Canon sorry for 'turnip tossers' quip
A CANON is asking for forgiveness from the people of Suffolk after describing them as “turnip tossers”.But clergyman Rob Morris said he can't remember making the comment, which was reported by comedian Griff Rhys Jones in the build-up to a new series of television show Restoration.
By Jonathan Barnes
A CANON is asking for forgiveness from the people of Suffolk after describing them as “turnip tossers”.
But clergyman Rob Morris said he can't remember making the comment, which was reported by comedian Griff Rhys Jones in the build-up to a new series of television show Restoration.
Mr Morris is backing a project to restore a 12th Century grammar school in King's Norton, near Birmingham, but it faces competition in the regional heats from the bid to preserve a Second World War transmitter block at Suffolk's Bawdsey Manor.
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Mr Rhys Jones said there had been dismay in Suffolk that it had been put in the same region as the Midlands and added Mr Morris had expressed surprise at “being lumped in with the turnip tossers”.
But the Canon told the EADT: “I really don't remember saying it and those who know me best can't imagine that I did. It was unfortunate to say the least.
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“It's only possible that Griff said something amusingly rude about Birmingham and that may have prompted me to reply in kind.”
He added: “It's certainly not my opinion of the lovely people of Suffolk. I have got a cousin who lives just north of Leiston and good friends in Ipswich and Aldeburgh and I would like to still receive Christmas cards from them!”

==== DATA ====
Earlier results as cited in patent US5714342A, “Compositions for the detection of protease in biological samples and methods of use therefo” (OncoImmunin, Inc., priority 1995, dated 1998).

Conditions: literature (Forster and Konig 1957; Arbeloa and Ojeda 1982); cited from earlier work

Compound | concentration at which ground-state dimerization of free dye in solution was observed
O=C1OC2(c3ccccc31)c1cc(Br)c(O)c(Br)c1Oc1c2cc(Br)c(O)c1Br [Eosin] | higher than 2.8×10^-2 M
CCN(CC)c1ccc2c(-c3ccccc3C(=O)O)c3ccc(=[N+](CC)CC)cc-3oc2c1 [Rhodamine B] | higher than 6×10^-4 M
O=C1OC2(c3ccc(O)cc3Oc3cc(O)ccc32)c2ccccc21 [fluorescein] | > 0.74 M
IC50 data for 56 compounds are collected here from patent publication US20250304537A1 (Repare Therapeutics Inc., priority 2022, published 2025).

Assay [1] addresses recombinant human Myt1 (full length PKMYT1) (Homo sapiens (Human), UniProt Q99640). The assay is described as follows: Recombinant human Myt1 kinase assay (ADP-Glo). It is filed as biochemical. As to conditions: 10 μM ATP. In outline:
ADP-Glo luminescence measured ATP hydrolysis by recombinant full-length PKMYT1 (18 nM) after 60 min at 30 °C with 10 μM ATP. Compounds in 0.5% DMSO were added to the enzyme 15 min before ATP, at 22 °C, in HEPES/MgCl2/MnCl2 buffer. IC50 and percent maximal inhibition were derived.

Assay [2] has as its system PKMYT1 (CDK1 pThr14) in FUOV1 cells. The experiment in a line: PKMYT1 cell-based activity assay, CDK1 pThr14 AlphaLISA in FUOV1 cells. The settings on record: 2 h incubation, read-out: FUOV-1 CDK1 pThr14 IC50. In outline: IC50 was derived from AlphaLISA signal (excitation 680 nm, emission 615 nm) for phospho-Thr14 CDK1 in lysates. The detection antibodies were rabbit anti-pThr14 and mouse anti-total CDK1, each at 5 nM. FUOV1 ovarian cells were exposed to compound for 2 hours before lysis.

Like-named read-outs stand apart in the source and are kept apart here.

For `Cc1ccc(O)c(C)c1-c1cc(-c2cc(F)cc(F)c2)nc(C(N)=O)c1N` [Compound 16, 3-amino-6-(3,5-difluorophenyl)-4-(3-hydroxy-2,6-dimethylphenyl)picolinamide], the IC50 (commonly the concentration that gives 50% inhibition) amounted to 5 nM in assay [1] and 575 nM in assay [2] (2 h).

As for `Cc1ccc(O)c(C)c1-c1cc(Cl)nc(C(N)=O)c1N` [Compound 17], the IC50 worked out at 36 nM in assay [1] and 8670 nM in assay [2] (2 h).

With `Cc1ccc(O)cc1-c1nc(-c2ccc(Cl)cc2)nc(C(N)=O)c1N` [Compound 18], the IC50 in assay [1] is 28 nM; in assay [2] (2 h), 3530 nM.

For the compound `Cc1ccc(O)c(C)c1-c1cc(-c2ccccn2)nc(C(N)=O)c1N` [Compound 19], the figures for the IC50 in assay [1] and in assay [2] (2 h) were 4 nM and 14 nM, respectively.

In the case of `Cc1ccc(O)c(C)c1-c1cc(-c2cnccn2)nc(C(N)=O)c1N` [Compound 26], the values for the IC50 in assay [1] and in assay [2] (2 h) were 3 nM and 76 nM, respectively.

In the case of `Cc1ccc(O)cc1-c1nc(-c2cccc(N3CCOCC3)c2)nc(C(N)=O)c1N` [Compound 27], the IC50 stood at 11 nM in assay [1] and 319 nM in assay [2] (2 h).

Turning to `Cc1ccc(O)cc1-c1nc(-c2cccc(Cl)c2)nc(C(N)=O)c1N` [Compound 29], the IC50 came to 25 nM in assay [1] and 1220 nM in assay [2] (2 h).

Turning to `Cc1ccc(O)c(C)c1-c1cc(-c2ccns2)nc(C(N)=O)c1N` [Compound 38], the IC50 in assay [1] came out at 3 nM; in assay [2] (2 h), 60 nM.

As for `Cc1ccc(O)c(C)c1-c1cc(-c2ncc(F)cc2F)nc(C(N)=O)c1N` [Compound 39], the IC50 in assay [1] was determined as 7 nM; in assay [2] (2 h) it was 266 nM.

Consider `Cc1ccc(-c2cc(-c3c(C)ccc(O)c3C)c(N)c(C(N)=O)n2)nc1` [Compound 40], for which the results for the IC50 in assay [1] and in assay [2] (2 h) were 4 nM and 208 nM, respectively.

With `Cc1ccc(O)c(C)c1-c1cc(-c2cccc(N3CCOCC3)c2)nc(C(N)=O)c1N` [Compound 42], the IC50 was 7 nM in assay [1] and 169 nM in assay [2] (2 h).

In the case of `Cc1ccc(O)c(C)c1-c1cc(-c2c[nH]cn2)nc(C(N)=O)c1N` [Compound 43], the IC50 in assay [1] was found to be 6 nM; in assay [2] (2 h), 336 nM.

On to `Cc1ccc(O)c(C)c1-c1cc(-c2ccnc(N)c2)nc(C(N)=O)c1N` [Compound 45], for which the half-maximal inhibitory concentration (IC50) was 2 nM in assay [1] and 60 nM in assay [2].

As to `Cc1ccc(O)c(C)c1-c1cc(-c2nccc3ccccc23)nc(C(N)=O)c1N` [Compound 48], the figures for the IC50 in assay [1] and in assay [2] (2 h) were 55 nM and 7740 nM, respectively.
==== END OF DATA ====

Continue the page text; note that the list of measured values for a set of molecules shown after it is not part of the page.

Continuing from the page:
The two projects will also be up against a bid to restore Newstead Abbey, the former home of Lord Byron, in a programme due to be aired on BBC2 next month.
Viewers vote for the building they would most like to see restored and the winner will go on to the national final.
Mr Morris said his group's bid was to restore the grammar school and a 15th Century timer-framed house in King's Norton, which the parish has owned since the 1930s.
“It should be a good contest. It is ironic that Suffolk, a place where there are lots of medieval buildings, has put forward a project which is 70 years old and Birmingham, which people generally think of as an industrial metropolis, is putting up two significant medieval buildings,” he said.
“Obviously, I hope we win, but I also hope that because of this television show, these buildings, plus others, get support from people who will not just restore them but preserve them too.”
The Bawdsey bid is to restore a Grade II-listed transmitter block, which provided radar services during the Second World War and particularly in the Battle of Britain.
Mr Morris, minister at the St Nicolas Church in King's Norton, said the clamour surrounding the bid and television show was “terribly exciting” - but it did not excuse any slurs on rival bids.
“One of the many virtues we celebrate as a parish is diversity and the church is working very hard to make sure it is inclusive, so I would regret calling an entire county 'turnip tossers',” he said.
“I know the people of Suffolk have quite a sense of humour and sometimes call themselves these things, but I am really sorry if I caused any upset.”